Finally, there are other phones we’d have loved to include here, namely the Asus ZenFone 6 and LG V50 ThinQ. We had to limit the number of devices, though, so we had to make some sacrifices. Keep an eye on this page to see upcoming camera shootouts! Now, onto the test!


The Vessel

We start at The Vessel, a new art installation in New York City at Hudson Yards. Starting with the Huawei P30 Pro, there’s too much of a reddish hue when you look at the buildings around the Vessel. The iPhone XS Max photo has better white balance, and looks the most natural. The Nokia 9 pops out with a beautiful-looking Vessel, but I prefer the sky on the iPhone photo. The OnePlus 7 Pro overexposes the photo (there’s more contrast in photos after the latest update).

The Pixel 3a XL does a fine job with excellent white balance and the right colors. I think it’s technically superior to the rest, but it’s surprisingly not the photo I’d want to share. That award goes to the Galaxy S10 Plus. I want the Vessel to pop, and the S10 Plus’ image certainly makes it so. The Vessel is shiny and stands out — a stark contrast to the moody and dark Vessel in the Pixel 3a photo. The rest of the image is slightly over-saturated — the trees are a bit too green, for instance — but it’s ultimately the winning shot because the focus is on the Vessel, and it does the best job of highlighting it.

Winner: Galaxy S10 Plus

Yellow Motorcycle

Onto the next one. Let me preface by saying I have no idea what happened to the iPhone photo. I only noticed how poor it was at a later date, but that’s the whole point of this test — to put these camera phones in a real-world test just as you would experience them (no retakes)! Naturally, the iPhone XS Max photo comes last as it’s far too dark and stripped of color. The Huawei photo is slightly overexposed, and it lacks contrast; the sky is muted. The same applies to the OnePlus 7 Pro photo.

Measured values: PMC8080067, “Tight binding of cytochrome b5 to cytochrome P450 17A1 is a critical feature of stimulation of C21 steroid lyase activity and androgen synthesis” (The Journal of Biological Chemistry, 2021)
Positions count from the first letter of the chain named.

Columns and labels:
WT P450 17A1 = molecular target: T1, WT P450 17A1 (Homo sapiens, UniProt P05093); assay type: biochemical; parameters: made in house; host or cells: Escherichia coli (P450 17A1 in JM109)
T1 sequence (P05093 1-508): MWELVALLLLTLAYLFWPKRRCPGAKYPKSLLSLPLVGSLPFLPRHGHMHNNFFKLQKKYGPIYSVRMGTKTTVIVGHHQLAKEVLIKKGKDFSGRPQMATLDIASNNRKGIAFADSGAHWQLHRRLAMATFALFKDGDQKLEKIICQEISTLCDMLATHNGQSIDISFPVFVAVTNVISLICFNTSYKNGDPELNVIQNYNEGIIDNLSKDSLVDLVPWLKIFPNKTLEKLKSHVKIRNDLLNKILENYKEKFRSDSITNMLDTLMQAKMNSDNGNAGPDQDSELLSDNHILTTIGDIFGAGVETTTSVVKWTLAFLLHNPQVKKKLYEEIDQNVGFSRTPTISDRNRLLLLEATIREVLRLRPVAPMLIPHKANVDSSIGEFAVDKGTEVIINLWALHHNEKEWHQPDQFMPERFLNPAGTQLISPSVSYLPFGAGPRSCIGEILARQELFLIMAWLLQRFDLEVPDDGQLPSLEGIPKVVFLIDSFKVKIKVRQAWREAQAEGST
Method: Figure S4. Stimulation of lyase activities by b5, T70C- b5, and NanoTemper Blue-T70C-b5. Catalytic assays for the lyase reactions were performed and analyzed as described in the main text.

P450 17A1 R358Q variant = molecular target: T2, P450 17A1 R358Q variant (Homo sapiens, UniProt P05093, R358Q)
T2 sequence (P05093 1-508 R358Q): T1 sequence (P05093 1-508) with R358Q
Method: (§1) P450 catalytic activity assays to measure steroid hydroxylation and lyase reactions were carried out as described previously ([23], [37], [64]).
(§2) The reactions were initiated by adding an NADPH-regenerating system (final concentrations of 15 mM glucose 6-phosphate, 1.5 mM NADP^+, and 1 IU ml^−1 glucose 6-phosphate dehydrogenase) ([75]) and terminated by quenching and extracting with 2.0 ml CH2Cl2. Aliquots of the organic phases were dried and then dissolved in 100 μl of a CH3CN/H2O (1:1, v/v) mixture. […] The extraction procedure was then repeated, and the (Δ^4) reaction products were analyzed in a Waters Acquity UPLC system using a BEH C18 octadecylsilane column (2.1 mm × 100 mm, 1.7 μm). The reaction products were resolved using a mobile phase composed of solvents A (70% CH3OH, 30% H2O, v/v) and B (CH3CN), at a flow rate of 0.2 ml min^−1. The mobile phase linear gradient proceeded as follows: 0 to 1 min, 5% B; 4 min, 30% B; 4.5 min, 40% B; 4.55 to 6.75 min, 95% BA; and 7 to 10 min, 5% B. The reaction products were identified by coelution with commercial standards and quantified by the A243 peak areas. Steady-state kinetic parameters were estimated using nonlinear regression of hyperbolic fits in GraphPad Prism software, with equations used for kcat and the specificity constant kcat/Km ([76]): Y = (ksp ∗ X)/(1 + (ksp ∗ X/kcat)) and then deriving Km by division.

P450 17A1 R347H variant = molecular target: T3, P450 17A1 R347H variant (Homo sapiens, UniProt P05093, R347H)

The Pixel 3a XL image is a good example of how important auto-focus is — if you zoom in close, you’ll see the camera focused on the license plate of the car in the back instead of the motorcycle, which isn’t sharp. The building on the right is also a little too dim.

It comes down to the Nokia 9 and the Galaxy S10 Plus. Similar to the first image, I find the Nokia’s photo to be technically superior; the motorcycle is impressively sharp and the building on the right, as well as the scaffolding on the left, are reasonably well-lit. Swap to the Galaxy S10 Plus photo, though, and the colors pop. I wanted to highlight the yellow on the bike, and the Galaxy S10 Plus nails it. It’s striking and visually interesting, and it manages to maintain the exposure of the surroundings as well. Some of you may not like the over-saturated image, and that’s fine. I still believe it’s the most shareable out of all of these.